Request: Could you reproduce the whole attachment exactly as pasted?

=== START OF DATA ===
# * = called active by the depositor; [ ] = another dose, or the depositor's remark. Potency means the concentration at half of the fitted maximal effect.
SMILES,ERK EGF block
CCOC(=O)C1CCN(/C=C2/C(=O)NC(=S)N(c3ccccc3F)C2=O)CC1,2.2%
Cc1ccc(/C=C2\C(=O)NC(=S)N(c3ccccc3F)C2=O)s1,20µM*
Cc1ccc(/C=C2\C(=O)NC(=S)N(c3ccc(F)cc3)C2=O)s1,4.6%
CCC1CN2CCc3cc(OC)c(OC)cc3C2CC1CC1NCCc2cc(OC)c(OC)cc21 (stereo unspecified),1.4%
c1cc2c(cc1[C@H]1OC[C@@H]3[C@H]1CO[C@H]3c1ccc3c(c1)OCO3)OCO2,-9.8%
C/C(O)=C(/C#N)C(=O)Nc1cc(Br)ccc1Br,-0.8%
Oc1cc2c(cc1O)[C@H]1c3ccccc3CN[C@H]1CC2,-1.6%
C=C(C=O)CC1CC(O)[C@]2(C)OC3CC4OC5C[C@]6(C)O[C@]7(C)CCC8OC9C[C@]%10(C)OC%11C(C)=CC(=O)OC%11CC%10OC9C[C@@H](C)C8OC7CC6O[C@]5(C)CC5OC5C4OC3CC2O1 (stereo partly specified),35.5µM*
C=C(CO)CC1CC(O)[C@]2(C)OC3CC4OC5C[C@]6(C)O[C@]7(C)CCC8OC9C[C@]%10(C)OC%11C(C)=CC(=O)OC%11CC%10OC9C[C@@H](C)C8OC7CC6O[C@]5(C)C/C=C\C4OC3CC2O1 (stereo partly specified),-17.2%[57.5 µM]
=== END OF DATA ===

# * = called active by the depositor; [ ] = another dose, or the depositor's remark. Potency means the concentration at half of the fitted maximal effect.
SMILES,ERK EGF block
CCOC(=O)C1CCN(/C=C2/C(=O)NC(=S)N(c3ccccc3F)C2=O)CC1,2.2%
Cc1ccc(/C=C2\C(=O)NC(=S)N(c3ccccc3F)C2=O)s1,20µM*
Cc1ccc(/C=C2\C(=O)NC(=S)N(c3ccc(F)cc3)C2=O)s1,4.6%
CCC1CN2CCc3cc(OC)c(OC)cc3C2CC1CC1NCCc2cc(OC)c(OC)cc21 (stereo unspecified),1.4%
c1cc2c(cc1[C@H]1OC[C@@H]3[C@H]1CO[C@H]3c1ccc3c(c1)OCO3)OCO2,-9.8%
C/C(O)=C(/C#N)C(=O)Nc1cc(Br)ccc1Br,-0.8%
Oc1cc2c(cc1O)[C@H]1c3ccccc3CN[C@H]1CC2,-1.6%
C=C(C=O)CC1CC(O)[C@]2(C)OC3CC4OC5C[C@]6(C)O[C@]7(C)CCC8OC9C[C@]%10(C)OC%11C(C)=CC(=O)OC%11CC%10OC9C[C@@H](C)C8OC7CC6O[C@]5(C)CC5OC5C4OC3CC2O1 (stereo partly specified),35.5µM*
C=C(CO)CC1CC(O)[C@]2(C)OC3CC4OC5C[C@]6(C)O[C@]7(C)CCC8OC9C[C@]%10(C)OC%11C(C)=CC(=O)OC%11CC%10OC9C[C@@H](C)C8OC7CC6O[C@]5(C)C/C=C\C4OC3CC2O1 (stereo partly specified),-17.2%[57.5 µM]